Today I am remembering Mr. and Mrs. Cronin, who came to the Phillips Brooks Branch of the Boston Public Library in Readville, Massachusetts way back in the 1940’s and to several other branch libraries as well.
The Cronins were an elderly couple who had an incredible collection of stories in
their memories, coupled with a genuine talent for recounting them. Mr. Cronin used many different voices for each of the characters in his stories. Listening to the Cronins gave a child the same warm feeling as sitting in the grandparents' kitchen eating homemade pie with ice cream.
This wonderful couple showed up almost every Wednesday afternoon at the branch library in Readville to share their folklore and myths with all the children of Readville who cared to attend. These story hours, unlike most of those today, were not only for preschoolers. Many of the attendees were in their early teens. It is likely that older teenagers would have liked to attend were it not for peer pressure to not “act juvenile”.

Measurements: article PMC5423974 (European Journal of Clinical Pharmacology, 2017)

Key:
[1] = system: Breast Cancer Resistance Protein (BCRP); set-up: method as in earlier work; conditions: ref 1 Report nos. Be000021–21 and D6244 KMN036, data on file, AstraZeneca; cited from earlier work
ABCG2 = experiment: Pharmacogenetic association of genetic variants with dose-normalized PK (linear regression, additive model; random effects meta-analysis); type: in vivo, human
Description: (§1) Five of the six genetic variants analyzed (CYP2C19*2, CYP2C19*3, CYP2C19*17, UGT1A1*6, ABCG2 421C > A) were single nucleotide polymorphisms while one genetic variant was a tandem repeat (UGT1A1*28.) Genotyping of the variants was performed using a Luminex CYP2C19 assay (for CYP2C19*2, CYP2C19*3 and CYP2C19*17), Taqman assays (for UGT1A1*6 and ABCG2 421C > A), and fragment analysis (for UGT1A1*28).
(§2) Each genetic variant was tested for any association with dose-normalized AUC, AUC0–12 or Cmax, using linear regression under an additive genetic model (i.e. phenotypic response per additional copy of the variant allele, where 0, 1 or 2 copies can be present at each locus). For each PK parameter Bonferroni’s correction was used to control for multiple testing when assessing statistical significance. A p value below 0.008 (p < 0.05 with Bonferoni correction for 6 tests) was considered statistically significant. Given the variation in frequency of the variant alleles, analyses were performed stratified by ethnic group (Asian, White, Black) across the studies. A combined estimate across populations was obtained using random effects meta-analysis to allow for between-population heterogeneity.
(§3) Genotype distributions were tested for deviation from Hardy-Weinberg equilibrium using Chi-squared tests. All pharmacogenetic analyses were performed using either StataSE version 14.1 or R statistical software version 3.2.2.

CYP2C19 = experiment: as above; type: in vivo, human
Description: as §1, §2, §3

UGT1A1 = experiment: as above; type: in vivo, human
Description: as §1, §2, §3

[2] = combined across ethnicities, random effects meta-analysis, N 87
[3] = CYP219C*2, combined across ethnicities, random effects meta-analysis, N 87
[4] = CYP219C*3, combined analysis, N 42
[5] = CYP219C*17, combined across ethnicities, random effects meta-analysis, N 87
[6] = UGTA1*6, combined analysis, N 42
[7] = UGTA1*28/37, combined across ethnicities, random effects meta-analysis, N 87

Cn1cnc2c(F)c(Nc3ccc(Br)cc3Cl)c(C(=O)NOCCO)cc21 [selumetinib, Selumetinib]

Mr. and Mrs. Cronin introduced us to fairy tales that were off the beaten path of the Grimms and Hans Christian Anderson stories. Through them we found and began to read Andrew Lang’s wonderful rainbow of Fairy Books (The Red, The Green, the Lilac, etc.). They also whetted our appetites for mythology by recounting tales of Australian Aborigines, American Natives, and other cultures, as well as classical Greek myths such as Perseus and Medusa, and
Oedipus and the Riddle of the Sphinx.
Those were the pre-TV days, the days when children came home after school only long enough to change into play clothes, then dash outside to find friends and play
without adult supervision. However, on Wednesday afternoons, the Library called to us. Mr. and Mrs. Cronin were coming, and we were compelled by some unseen force to attend.
The coming of TV, with its tendency to keep us indoors, along with its presentations of not only spoken stories but moving pictures as well gradually weaned even the younger school children away from the story hours. Mr. and Mrs. Cronin ultimately retired and passed into the memory of only a few of us.
Sometime later story hours were revived at the library, but only as a pre-school
activity, designed to encourage the little ones to develop a love for books and
a desire to read for themselves. This is all well and good, but it will never have the impact that story hours for children of all ages had on my generation.
I wonder if there are still any “Mr.and Mrs. Cronins” out there somewhere. If there are, and if they were to institute an after school story hour for children through age 12 or so, would the children come, or would they think it lame?